No one’s arguing that pesticides aren’t important. They are vitally important for a number of reasons dealing with food security and agricultural productivity. Note: pesticides are not justifiable toward the maintenance of that nice, lush carpet of green grass our fertilizer companies are selling to every homeowner. But we have allowed the use and application of agricultural chemicals too near waterways for too long, and they are polluting a significant public Commons, the nation’s waters. What we need is some new thinking, some new understanding that the waters belong to all of us, not just the agricultural interests; we need a new set of laws to protect our nation’s waters, not a new permitting process to allow the same old practices to continue.

Dear Seattle: Please Stop Peeing in the Pacific

National Geographic is reporting  the discovery of caffeine pollution in the Pacific Ocean along the Oregon Coast, although pollution may be the wrong word:

The Pacific Northwest may be the epicenter of U.S. coffee culture, and now a new study shows the region’s elevated caffeine levels don’t stop at the shoreline.

The discovery of caffeine pollution in the Pacific Ocean off Oregon is further evidence that contaminants in human waste are entering natural water systems, with unknown consequences for wildlife and humans alike, experts say.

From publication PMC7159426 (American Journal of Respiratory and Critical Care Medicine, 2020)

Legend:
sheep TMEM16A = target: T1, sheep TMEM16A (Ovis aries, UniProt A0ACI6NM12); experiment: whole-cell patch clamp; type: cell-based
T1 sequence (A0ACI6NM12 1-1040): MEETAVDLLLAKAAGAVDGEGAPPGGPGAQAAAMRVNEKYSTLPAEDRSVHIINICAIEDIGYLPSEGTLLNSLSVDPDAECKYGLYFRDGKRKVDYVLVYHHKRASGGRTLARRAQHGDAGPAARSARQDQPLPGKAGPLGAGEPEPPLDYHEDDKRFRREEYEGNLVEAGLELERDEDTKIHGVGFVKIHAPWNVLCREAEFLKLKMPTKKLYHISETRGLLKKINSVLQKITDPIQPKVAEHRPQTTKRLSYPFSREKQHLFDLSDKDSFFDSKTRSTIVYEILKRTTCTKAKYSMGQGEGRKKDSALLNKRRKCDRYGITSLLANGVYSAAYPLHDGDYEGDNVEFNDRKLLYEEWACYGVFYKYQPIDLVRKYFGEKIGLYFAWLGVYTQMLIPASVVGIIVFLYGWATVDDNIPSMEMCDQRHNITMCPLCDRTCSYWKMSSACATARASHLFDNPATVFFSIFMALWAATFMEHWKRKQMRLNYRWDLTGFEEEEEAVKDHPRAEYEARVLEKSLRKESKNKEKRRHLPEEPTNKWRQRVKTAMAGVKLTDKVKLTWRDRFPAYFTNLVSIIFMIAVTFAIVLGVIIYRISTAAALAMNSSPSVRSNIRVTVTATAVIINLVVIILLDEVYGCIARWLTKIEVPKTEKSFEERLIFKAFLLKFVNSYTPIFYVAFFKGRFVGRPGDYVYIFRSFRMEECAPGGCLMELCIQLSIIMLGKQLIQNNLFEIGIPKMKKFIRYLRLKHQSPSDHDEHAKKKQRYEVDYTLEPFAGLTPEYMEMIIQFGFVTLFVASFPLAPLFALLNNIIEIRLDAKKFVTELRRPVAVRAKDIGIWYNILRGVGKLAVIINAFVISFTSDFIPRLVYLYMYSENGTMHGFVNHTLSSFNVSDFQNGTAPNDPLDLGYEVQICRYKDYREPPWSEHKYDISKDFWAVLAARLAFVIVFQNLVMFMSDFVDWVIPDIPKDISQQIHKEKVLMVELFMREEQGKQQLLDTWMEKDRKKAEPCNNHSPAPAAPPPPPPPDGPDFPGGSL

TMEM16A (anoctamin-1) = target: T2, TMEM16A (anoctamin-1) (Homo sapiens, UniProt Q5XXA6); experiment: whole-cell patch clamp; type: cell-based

I’ve spent some time on the Oregon coast, and I’m a man known to enjoy more than one cup of coffee in the morning, so feel free to direct your ire toward me. Don’t direct it toward Seattle, though. (And yes, I know Seattle is in Washington). It appears that the caffeine is originating from the many rural septic systems located up and down the coast, rather than from the population centers where waste water is treated. But before you lobby your congressman to outlaw coffee, or pee, consider the following from one of the insightful commentors to this story:

45 nanograms per liter is equivalent to a 45 parts per quadrillion or 4.5 x 10^-11. That’s 2.2 grams of caffein (sic)  in ten million tons of water. I agree we should keep track of pollution, but will any creatures get a caffeine high at that level? I am amazed at the incredible sensitivity of our analytical techniques even though I helped develop some of them. Perhaps, though, we should worry more about the really serious contamination which poses a clearly demonstrable hazard.

Now I haven’t double checked this guy’s math, because math is hard. But I do know that we have the ability to detect the most minute levels of pollutants in our waters. I once wrote a letter to the editor explaining that the editor was getting really worked up about a level of pollution that amounted to ‘3 drops in an olympic sized swimming pool.’ That doesn’t excuse the pollution, or mean that we should not track it or be concerned about it. I think what is important is understanding the effect of pollutants on natural systems, understanding the source of these pollutants, and understanding the cycle that allows pollutants to enter the system, move through the system, and either get deposited long-term or flushed from the system. The NatGeo article does state that the impact on natural systems from caffeine in the environment is largely unknown (although it may impact mollusks), and is a problem that has been observed elsewhere.